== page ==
What were my positive moments?  Despite my mistake, I left the show with an unexpected observation of what did work. Yes, our forward trot stretchy circle provided an excellent opportunity to experience a great technical moment – (and earn an 8)! But, it was my mental preparation that surprised me the most.

The Value of Visualization – During the weeks before the show, I visualized my rides each evening. I mentally rehearsed the movements and became really comfortable with the flow of the tests. I knew them so well that even when we suddenly went stampeding down the long side, I found myself circling at the correct letter – or at least somewhat close to it.

Often when we experience the unexpected, we become forgetful. We risk drawing a blank during our dressage test or jumping round. This ride taught me the value of visualization, a skill that proved to be much more than an effective way to remember my tests. What amazed me was how well I remembered them – even when the unexpected happened. I may have been caught off guard, but I stayed on track.


Meme Made a Mistake? Make it a good mistake. Learn from it

Coach Daniel Stewart has a wonderful term for being able to learn from our mistakes. He calls it having “mistakability”. We all make mistakes. Yet, it’s often how we respond to them that determines our resiliency and long-term progress.

Good mistakes are the ones we own and learn from.  They’re the ones we reflect upon and determine what specific actions we can do to prevent them from happening in the future. They help us become stronger and more adaptable under pressure.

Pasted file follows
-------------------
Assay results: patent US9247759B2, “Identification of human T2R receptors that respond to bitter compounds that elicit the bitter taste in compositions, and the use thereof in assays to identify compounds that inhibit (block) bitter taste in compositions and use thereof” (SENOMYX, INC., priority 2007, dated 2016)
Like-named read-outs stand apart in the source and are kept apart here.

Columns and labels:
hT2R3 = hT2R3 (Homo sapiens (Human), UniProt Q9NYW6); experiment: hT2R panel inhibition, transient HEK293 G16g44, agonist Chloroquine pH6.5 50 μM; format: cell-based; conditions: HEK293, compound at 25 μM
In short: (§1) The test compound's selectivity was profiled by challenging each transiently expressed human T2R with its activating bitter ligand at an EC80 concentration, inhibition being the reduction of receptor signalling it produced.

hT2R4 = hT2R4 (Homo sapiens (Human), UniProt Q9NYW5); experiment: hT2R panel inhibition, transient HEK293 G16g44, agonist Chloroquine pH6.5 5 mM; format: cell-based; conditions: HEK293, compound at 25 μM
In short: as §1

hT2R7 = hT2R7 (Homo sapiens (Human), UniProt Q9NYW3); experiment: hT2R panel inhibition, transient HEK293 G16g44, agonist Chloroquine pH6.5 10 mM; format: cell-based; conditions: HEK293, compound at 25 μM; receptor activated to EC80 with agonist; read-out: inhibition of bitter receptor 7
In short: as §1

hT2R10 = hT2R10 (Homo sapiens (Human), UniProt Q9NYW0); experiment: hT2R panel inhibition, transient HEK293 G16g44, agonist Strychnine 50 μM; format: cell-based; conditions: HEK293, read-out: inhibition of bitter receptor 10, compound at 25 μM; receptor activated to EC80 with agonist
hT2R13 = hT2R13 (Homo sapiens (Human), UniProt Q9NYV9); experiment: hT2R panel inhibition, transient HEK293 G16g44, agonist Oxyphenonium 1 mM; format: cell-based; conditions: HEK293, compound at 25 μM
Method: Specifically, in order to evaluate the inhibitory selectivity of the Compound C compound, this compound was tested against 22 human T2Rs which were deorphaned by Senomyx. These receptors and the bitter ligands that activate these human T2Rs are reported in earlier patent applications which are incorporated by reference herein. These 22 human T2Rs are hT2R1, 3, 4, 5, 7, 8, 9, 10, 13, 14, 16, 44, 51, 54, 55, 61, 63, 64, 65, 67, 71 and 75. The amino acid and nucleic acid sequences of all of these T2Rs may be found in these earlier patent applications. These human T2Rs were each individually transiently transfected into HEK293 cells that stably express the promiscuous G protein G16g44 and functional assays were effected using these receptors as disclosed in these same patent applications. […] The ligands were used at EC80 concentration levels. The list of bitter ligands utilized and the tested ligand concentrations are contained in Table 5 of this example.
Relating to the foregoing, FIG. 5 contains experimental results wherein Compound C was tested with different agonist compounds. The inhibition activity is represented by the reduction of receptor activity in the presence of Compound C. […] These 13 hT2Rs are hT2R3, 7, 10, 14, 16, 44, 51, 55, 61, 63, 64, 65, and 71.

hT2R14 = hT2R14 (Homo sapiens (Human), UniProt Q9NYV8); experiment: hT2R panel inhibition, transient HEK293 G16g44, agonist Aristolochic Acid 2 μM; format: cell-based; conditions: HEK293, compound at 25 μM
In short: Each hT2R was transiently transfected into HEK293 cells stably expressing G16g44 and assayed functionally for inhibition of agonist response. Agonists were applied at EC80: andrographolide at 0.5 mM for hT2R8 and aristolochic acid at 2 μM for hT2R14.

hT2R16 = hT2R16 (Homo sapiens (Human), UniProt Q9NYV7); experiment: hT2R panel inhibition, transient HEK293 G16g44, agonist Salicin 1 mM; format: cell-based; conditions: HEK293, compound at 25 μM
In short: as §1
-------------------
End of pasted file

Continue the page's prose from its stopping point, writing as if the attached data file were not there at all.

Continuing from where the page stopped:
Bad mistakes are the ones we fail to learn from.  We make excuses. We blame the weather, the footing, the Judge’s mood, or whatever else seems convenient.  We may even get “franky”, (frustrated and cranky), after making a mistake instead of focusing on a solution.


When I look back on that Spring show, I don’t even remember my first test, despite the fact that we placed well. My second test, however, won’t be forgotten any time soon. I learned a valuable lesson from my mistake, and I remembered to look for the good in every ride.

As a new season begins, I remind myself there is no perfect ride. Mistakes happen, but they can be our best teachers. Out of mistakes we can learn how to make our next ride a little bit better than the last. So, off we go. It’s time to uncover more valuable lessons from this season’s challenges and good mistakes.

Enjoy the journey!